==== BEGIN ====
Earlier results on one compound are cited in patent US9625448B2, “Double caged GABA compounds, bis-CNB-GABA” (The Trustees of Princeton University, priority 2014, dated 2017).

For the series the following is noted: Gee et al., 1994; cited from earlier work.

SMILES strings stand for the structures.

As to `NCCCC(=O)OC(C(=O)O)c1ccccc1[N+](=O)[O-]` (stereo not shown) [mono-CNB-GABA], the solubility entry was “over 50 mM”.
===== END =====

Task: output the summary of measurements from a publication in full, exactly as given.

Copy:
Earlier results on one compound are cited in patent US9625448B2, “Double caged GABA compounds, bis-CNB-GABA” (The Trustees of Princeton University, priority 2014, dated 2017).

For the series the following is noted: Gee et al., 1994; cited from earlier work.

SMILES strings stand for the structures.

As to `NCCCC(=O)OC(C(=O)O)c1ccccc1[N+](=O)[O-]` (stereo not shown) [mono-CNB-GABA], the solubility entry was “over 50 mM”.